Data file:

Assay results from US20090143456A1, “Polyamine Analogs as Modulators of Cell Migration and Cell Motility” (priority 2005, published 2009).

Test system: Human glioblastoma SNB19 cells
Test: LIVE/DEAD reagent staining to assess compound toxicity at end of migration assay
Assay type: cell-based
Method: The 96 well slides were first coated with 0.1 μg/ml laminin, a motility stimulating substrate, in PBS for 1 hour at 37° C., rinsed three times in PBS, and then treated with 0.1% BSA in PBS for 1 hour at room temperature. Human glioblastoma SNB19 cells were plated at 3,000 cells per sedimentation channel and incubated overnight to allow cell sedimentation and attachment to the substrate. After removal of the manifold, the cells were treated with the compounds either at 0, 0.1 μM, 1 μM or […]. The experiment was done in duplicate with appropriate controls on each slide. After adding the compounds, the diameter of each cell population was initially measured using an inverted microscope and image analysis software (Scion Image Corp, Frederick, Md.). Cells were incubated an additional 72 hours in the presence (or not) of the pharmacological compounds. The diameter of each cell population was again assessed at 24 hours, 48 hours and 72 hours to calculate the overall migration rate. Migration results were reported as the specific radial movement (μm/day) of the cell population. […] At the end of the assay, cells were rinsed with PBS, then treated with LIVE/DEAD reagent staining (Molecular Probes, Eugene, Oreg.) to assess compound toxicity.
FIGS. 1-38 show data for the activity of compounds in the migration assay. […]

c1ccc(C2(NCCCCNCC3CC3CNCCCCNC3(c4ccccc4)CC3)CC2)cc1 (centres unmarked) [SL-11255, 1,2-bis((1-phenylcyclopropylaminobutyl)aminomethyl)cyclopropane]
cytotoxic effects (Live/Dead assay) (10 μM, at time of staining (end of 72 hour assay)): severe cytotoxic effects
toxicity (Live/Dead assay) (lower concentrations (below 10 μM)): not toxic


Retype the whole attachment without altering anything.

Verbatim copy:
Assay results from US20090143456A1, “Polyamine Analogs as Modulators of Cell Migration and Cell Motility” (priority 2005, published 2009).

Test system: Human glioblastoma SNB19 cells
Test: LIVE/DEAD reagent staining to assess compound toxicity at end of migration assay
Assay type: cell-based
Method: The 96 well slides were first coated with 0.1 μg/ml laminin, a motility stimulating substrate, in PBS for 1 hour at 37° C., rinsed three times in PBS, and then treated with 0.1% BSA in PBS for 1 hour at room temperature. Human glioblastoma SNB19 cells were plated at 3,000 cells per sedimentation channel and incubated overnight to allow cell sedimentation and attachment to the substrate. After removal of the manifold, the cells were treated with the compounds either at 0, 0.1 μM, 1 μM or […]. The experiment was done in duplicate with appropriate controls on each slide. After adding the compounds, the diameter of each cell population was initially measured using an inverted microscope and image analysis software (Scion Image Corp, Frederick, Md.). Cells were incubated an additional 72 hours in the presence (or not) of the pharmacological compounds. The diameter of each cell population was again assessed at 24 hours, 48 hours and 72 hours to calculate the overall migration rate. Migration results were reported as the specific radial movement (μm/day) of the cell population. […] At the end of the assay, cells were rinsed with PBS, then treated with LIVE/DEAD reagent staining (Molecular Probes, Eugene, Oreg.) to assess compound toxicity.
FIGS. 1-38 show data for the activity of compounds in the migration assay. […]

c1ccc(C2(NCCCCNCC3CC3CNCCCCNC3(c4ccccc4)CC3)CC2)cc1 (centres unmarked) [SL-11255, 1,2-bis((1-phenylcyclopropylaminobutyl)aminomethyl)cyclopropane]
cytotoxic effects (Live/Dead assay) (10 μM, at time of staining (end of 72 hour assay)): severe cytotoxic effects
toxicity (Live/Dead assay) (lower concentrations (below 10 μM)): not toxic